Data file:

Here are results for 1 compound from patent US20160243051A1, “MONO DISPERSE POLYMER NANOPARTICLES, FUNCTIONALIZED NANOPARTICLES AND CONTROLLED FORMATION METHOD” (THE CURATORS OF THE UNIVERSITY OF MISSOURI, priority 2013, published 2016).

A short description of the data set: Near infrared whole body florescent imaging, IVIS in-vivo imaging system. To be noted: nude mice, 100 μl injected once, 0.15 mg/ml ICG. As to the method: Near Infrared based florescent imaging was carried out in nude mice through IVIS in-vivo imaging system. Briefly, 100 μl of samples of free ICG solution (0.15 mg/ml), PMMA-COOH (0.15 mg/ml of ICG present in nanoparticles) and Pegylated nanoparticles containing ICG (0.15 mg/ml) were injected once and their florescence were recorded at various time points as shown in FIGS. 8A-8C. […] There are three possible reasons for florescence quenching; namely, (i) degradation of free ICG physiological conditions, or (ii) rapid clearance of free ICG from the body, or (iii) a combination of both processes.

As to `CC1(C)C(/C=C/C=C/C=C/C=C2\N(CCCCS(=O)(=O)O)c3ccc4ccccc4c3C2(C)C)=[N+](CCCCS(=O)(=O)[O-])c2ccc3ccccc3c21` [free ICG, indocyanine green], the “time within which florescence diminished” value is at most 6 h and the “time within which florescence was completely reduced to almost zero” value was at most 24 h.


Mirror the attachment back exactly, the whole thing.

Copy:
Here are results for 1 compound from patent US20160243051A1, “MONO DISPERSE POLYMER NANOPARTICLES, FUNCTIONALIZED NANOPARTICLES AND CONTROLLED FORMATION METHOD” (THE CURATORS OF THE UNIVERSITY OF MISSOURI, priority 2013, published 2016).

A short description of the data set: Near infrared whole body florescent imaging, IVIS in-vivo imaging system. To be noted: nude mice, 100 μl injected once, 0.15 mg/ml ICG. As to the method: Near Infrared based florescent imaging was carried out in nude mice through IVIS in-vivo imaging system. Briefly, 100 μl of samples of free ICG solution (0.15 mg/ml), PMMA-COOH (0.15 mg/ml of ICG present in nanoparticles) and Pegylated nanoparticles containing ICG (0.15 mg/ml) were injected once and their florescence were recorded at various time points as shown in FIGS. 8A-8C. […] There are three possible reasons for florescence quenching; namely, (i) degradation of free ICG physiological conditions, or (ii) rapid clearance of free ICG from the body, or (iii) a combination of both processes.

As to `CC1(C)C(/C=C/C=C/C=C/C=C2\N(CCCCS(=O)(=O)O)c3ccc4ccccc4c3C2(C)C)=[N+](CCCCS(=O)(=O)[O-])c2ccc3ccccc3c21` [free ICG, indocyanine green], the “time within which florescence diminished” value is at most 6 h and the “time within which florescence was completely reduced to almost zero” value was at most 24 h.